Submitted by Jen Jones on Tue, 09/13/2011 - 12:16pm
In the years since the end of America’s recent Great Recession, there have been plenty of ups and downs in economic forecasts, fiscal prognostications, and financial facts and figures. But as mortgages rates rose forcing many into foreclosure, the personal health of those impacted went on the decline, as the real estate reckoning wrought a wave of depressed homeowners.
In fact, according to a new article by The Huffington Post, “The damaging mental-health effects of the fragile economy have been a subject of study since the throes of the Great Recession, and with the economy now settling into a state of near-inertia, those same health consequences appear likely to continue to afflict Americans who view their financial position as precarious. Of particular concern is the foreclosure crisis, which has already been linked to a wave of major depression and is believed to exacerbate compulsive behaviors like alcoholism and gambling. Now, increases in foreclosure activity appear to correlate with an uptick in hypertension, anxiety, diabetes and suicide attempts, according to researchers at Princeton and Georgia State University.”
Unfortunately, the result is millions of homeowners in crisis—both financially and mentally—giving the term “depressed housing market” a whole new meaning. And if new foreclosure data is any guide to the mental and physical health of a nation of debtors, it's unlikely that the spate of stress-related medical consequences will get better anytime soon.
“Though home foreclosures fell to a 44-month low in July, most analysts agree that foreclosure rates are likely to jump once the system finishes processing the backlog of existing cases. Homeowners who have entered foreclosure but haven't been forced to leave their houses, thanks to the backlog, could increasingly face eviction as the system catches up. Foreclosures tend to inflict collateral damage on the local real estate market, as they often drive down the value of neighboring houses and leave those homeowners with fewer financial options. Sometimes those neighbors are pushed into foreclosure themselves.”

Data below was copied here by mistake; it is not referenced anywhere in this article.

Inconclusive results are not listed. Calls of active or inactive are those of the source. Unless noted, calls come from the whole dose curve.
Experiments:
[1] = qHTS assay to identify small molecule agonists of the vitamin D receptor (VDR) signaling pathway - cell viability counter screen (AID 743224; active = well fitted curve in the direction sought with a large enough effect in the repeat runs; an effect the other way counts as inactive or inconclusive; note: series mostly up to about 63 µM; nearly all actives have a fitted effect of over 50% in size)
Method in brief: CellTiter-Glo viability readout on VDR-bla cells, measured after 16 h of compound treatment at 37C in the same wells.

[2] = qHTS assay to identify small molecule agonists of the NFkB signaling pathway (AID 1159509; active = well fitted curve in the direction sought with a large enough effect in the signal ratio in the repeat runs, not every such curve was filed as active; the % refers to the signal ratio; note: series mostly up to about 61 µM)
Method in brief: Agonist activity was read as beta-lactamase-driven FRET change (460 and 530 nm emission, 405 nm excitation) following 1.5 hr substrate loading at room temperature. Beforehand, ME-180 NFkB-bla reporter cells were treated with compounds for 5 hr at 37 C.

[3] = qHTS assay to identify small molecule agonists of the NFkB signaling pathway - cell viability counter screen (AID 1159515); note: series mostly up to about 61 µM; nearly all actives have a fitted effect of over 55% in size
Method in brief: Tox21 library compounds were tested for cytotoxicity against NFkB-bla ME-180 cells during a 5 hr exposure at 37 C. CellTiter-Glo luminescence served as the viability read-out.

So what does this news mean for the millions of Americans seeking a respite from mortgage meltdowns and seemingly non-existent homeownership help?
If you’re having trouble making your mortgage, living in a home that will never have equity, and/or residing in an area that is currently devalued, bankruptcy can help get you back on the right side of the proverbial real estate tracks. A bankruptcy will allow you to surrender your underwater home, negate your personal and financial liability, or even make it more manageable to save your home sweet home and still move forward financially—all so that you can back to healthy living, and living in a home that you can afford.
So, now, more than ever, it’s time to join the millions of American homeowners who found more immediate mortgage help, through the many physical, mental and financial safe havens of a personal bankruptcy.
If you too have been affected by the housing crisis, knowing a qualified bankruptcy attorney can also help you to conquer your creditors and face your financial fears, yielding the right kinds of support, information and insights—at a low cost— for a viable and secure future beyond your own personal mortgage crisis.
The bankruptcy lawyers at the Law Offices of John T. Orcutt offer a totally FREE debt consultation and now, more than ever, it’s time to take them up on their offer. Just call toll free to +1-833-627-0115 24 hours a day, 7 days a week, or you can make your own appointment right online at www.billsbills.com. Simply click on the yellow “FREE Consultation Now” button.
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